I have a rather substancial music collection, all legit, half came from cd’s which only a small portion do I bother listening to anymore, the crap songs got ripped with the cds and now they just sit there taking space.

    Once iTMS came out, I started cherry picking songs, because I don’t DJ for anyone that I need every song to fullfill requests. The money I saved by not having crap songs I applied to other artists, so I still buy the same volume of music, just spend the money more evenly amongst many artists.

    So this “big scare” that because people won’t buy albulms and therefore artists are not getting as much money is bullsh*t. The more quality songs a artist produces, the more people will buy.

    If a artist only produces a one hit wonder and the rest of a album is pure utter cr*p why should we have to pay the same price for another artists album which has 1-12 good songs?

    Since the physical medium is eliminated, so is the fixed costs.

  5. I just realised that if MS will pay for all the purchased songs in your iTunes library this make it a SAFE purchase to get an iPod and purchase songs through the iTMS even if you are thinking about getting a rival MS player. If MS fail in delivering their rumoured promise you haven’t lost anything. Thank you MS for making the iTMS a guaranteed real ‘Plays for sure’ purchase.

  6. “US download music sales increased by 77% in the first half of 2006, while album sales fell by 4.2%, according to research company Nielsen Soundscan,” BBC News reports..

    I’m having a hard time with this statement.

    In order for iTMS sales to have grown 77% (Q2 & Q3 Year over Year), then Q3 sales had to have DROPPED BY 34% FROM Q2/06 LEVELS.

    I just don’t see that happening. I forecasted 4% Quarter over Quarter growth (216% Year over Year), and an invoice # check indicates Apple was on track to do that.

  7. It kinda knocks me over to hear people complaining all the time about CDs containing only one good song. Makes me wonder, do these people even like or respect the artists they’re listening to? Most artists I listen to, I don’t just want all the songs on the latest CD, I want all their CDs. As for cherry-picking, if I did that, I’d be missing out on a whole lot of great music. More often than not, my favorite song on a CD after a few weeks or months of listening is one that I didn’t particularly care for the first time around. Maybe the cherry-pickers should just stick with the “Best Of” collections. Me, I’m buying actual CDs – lots of pleasant discoveries, and the sound quality’s noticably better than 128kbps AAC on a decent stereo.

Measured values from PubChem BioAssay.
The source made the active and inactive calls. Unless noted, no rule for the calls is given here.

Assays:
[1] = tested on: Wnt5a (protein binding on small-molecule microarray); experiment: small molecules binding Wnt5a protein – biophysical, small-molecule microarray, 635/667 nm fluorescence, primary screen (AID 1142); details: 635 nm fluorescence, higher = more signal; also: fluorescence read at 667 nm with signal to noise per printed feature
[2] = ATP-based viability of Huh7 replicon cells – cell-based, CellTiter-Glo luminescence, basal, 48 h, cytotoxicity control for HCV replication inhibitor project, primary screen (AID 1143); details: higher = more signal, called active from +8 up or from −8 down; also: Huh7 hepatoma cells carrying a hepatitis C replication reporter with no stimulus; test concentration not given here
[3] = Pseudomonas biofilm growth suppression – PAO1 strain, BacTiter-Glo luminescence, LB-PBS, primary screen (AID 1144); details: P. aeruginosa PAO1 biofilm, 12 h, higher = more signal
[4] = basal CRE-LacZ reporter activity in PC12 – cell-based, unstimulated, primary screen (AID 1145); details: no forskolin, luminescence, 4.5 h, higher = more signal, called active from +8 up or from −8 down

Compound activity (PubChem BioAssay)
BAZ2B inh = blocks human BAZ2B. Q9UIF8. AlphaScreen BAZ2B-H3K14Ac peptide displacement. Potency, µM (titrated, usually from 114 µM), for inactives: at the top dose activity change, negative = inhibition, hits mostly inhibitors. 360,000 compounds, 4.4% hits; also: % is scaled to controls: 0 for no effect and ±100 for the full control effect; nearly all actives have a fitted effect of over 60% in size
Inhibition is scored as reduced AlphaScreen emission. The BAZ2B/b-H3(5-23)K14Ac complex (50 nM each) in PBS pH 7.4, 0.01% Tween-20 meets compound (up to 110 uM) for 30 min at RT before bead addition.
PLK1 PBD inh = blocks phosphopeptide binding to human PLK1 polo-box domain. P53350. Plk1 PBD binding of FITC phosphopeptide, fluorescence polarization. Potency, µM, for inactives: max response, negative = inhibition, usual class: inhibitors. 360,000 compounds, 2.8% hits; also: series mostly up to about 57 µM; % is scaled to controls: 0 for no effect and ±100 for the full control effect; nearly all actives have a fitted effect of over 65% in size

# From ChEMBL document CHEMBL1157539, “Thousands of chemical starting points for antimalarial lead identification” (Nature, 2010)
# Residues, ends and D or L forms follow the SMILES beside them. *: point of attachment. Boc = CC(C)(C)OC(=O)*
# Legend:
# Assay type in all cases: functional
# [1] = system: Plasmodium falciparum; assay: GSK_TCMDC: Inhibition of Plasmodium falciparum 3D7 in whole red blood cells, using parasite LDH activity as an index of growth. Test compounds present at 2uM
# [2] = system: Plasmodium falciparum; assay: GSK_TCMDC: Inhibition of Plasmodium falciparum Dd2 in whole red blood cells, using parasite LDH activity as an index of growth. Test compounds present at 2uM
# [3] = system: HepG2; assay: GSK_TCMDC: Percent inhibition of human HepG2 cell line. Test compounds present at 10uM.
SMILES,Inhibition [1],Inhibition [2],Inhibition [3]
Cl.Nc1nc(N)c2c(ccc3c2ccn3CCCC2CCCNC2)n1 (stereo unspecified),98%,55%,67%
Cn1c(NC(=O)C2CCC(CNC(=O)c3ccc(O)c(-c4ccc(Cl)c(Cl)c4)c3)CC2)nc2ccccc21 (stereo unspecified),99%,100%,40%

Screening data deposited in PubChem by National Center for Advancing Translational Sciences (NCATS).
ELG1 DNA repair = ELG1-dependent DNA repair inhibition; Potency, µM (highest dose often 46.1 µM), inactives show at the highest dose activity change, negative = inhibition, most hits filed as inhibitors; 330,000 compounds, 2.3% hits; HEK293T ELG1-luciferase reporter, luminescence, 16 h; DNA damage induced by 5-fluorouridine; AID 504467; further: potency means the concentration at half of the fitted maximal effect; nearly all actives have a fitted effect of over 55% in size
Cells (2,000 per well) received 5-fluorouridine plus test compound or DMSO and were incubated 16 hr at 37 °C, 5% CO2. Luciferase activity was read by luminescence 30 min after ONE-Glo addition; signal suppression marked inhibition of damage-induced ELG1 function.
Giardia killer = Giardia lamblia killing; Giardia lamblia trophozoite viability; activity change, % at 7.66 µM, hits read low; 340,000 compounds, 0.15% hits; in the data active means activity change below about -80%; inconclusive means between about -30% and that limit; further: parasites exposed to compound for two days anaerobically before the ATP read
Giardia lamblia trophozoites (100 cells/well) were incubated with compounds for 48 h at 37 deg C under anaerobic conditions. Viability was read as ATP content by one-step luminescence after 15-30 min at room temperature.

8. The title of this post is misleading. The original article says nothing about the iTMS. While it’s likely that Apple sales increased significantly (roughly 72% of the 77% increase or more), there’s nothing in the article that links the increase in sales to the iTMS.

  9. Majikthize dude

    I got over 500 artists and by your reasoning I should buy all their cds at $20 a pop new? (because I’m sure not going to buy some used scratched disks)

    I have over 1000 albums (they are not all “full”) so lets do the math huh?

    Say I bought the full albums on cd.

    1,000 albums x $20 a album =$20,000 vs $7400 (apx 7400 songs in my Library @ 99¢ each and about 1850 are crap)